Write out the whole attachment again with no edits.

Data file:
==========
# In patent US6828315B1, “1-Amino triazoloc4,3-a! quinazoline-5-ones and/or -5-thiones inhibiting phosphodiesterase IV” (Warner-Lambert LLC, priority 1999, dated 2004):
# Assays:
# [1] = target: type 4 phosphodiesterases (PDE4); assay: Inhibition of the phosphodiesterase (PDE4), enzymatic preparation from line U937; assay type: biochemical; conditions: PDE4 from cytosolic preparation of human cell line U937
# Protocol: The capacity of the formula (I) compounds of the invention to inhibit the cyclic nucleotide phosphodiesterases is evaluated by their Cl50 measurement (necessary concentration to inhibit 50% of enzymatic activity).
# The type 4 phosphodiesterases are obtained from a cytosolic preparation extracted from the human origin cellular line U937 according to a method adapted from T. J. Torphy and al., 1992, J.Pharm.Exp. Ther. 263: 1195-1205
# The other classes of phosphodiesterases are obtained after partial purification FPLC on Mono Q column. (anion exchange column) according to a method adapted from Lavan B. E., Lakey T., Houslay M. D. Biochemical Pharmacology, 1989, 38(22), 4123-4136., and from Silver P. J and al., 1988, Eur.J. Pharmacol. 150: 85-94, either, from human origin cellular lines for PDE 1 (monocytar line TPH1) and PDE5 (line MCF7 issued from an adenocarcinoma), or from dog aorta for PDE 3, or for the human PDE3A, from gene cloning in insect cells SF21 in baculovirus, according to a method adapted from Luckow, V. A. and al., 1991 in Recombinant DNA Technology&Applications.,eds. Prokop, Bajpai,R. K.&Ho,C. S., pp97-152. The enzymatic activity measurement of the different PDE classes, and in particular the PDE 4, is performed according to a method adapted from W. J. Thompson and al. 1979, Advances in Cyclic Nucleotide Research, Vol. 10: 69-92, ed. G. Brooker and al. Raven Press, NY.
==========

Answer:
# In patent US6828315B1, “1-Amino triazoloc4,3-a! quinazoline-5-ones and/or -5-thiones inhibiting phosphodiesterase IV” (Warner-Lambert LLC, priority 1999, dated 2004):
# Assays:
# [1] = target: type 4 phosphodiesterases (PDE4); assay: Inhibition of the phosphodiesterase (PDE4), enzymatic preparation from line U937; assay type: biochemical; conditions: PDE4 from cytosolic preparation of human cell line U937
# Protocol: The capacity of the formula (I) compounds of the invention to inhibit the cyclic nucleotide phosphodiesterases is evaluated by their Cl50 measurement (necessary concentration to inhibit 50% of enzymatic activity).
# The type 4 phosphodiesterases are obtained from a cytosolic preparation extracted from the human origin cellular line U937 according to a method adapted from T. J. Torphy and al., 1992, J.Pharm.Exp. Ther. 263: 1195-1205
# The other classes of phosphodiesterases are obtained after partial purification FPLC on Mono Q column. (anion exchange column) according to a method adapted from Lavan B. E., Lakey T., Houslay M. D. Biochemical Pharmacology, 1989, 38(22), 4123-4136., and from Silver P. J and al., 1988, Eur.J. Pharmacol. 150: 85-94, either, from human origin cellular lines for PDE 1 (monocytar line TPH1) and PDE5 (line MCF7 issued from an adenocarcinoma), or from dog aorta for PDE 3, or for the human PDE3A, from gene cloning in insect cells SF21 in baculovirus, according to a method adapted from Luckow, V. A. and al., 1991 in Recombinant DNA Technology&Applications.,eds. Prokop, Bajpai,R. K.&Ho,C. S., pp97-152. The enzymatic activity measurement of the different PDE classes, and in particular the PDE 4, is performed according to a method adapted from W. J. Thompson and al. 1979, Advances in Cyclic Nucleotide Research, Vol. 10: 69-92, ed. G. Brooker and al. Raven Press, NY.